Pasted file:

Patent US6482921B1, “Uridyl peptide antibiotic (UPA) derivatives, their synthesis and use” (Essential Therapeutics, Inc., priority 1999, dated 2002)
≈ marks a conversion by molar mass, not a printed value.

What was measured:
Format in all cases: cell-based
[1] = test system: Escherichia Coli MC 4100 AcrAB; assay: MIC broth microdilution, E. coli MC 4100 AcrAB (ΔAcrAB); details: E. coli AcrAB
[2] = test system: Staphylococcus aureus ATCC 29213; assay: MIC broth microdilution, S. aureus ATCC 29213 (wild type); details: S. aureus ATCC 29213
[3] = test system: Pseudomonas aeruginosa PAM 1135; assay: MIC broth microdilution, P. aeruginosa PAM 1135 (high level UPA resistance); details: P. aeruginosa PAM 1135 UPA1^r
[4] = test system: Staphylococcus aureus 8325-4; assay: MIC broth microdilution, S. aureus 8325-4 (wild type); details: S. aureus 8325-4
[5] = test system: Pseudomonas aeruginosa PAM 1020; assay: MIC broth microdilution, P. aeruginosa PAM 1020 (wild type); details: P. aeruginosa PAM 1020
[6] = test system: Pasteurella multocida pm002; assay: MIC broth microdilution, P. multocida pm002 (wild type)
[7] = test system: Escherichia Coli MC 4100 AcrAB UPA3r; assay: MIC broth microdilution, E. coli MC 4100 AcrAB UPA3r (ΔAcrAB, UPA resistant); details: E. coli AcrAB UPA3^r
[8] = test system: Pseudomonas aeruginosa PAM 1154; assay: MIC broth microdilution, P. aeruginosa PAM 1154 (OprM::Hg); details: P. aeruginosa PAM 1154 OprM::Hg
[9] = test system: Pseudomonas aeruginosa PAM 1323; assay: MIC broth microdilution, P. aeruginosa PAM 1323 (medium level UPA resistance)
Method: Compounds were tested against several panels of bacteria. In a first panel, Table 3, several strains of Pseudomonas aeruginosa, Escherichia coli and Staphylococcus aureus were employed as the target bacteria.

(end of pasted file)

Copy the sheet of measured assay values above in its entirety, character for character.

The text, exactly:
Patent US6482921B1, “Uridyl peptide antibiotic (UPA) derivatives, their synthesis and use” (Essential Therapeutics, Inc., priority 1999, dated 2002)
≈ marks a conversion by molar mass, not a printed value.

What was measured:
Format in all cases: cell-based
[1] = test system: Escherichia Coli MC 4100 AcrAB; assay: MIC broth microdilution, E. coli MC 4100 AcrAB (ΔAcrAB); details: E. coli AcrAB
[2] = test system: Staphylococcus aureus ATCC 29213; assay: MIC broth microdilution, S. aureus ATCC 29213 (wild type); details: S. aureus ATCC 29213
[3] = test system: Pseudomonas aeruginosa PAM 1135; assay: MIC broth microdilution, P. aeruginosa PAM 1135 (high level UPA resistance); details: P. aeruginosa PAM 1135 UPA1^r
[4] = test system: Staphylococcus aureus 8325-4; assay: MIC broth microdilution, S. aureus 8325-4 (wild type); details: S. aureus 8325-4
[5] = test system: Pseudomonas aeruginosa PAM 1020; assay: MIC broth microdilution, P. aeruginosa PAM 1020 (wild type); details: P. aeruginosa PAM 1020
[6] = test system: Pasteurella multocida pm002; assay: MIC broth microdilution, P. multocida pm002 (wild type)
[7] = test system: Escherichia Coli MC 4100 AcrAB UPA3r; assay: MIC broth microdilution, E. coli MC 4100 AcrAB UPA3r (ΔAcrAB, UPA resistant); details: E. coli AcrAB UPA3^r
[8] = test system: Pseudomonas aeruginosa PAM 1154; assay: MIC broth microdilution, P. aeruginosa PAM 1154 (OprM::Hg); details: P. aeruginosa PAM 1154 OprM::Hg
[9] = test system: Pseudomonas aeruginosa PAM 1323; assay: MIC broth microdilution, P. aeruginosa PAM 1323 (medium level UPA resistance)
Method: Compounds were tested against several panels of bacteria. In a first panel, Table 3, several strains of Pseudomonas aeruginosa, Escherichia coli and Staphylococcus aureus were employed as the target bacteria.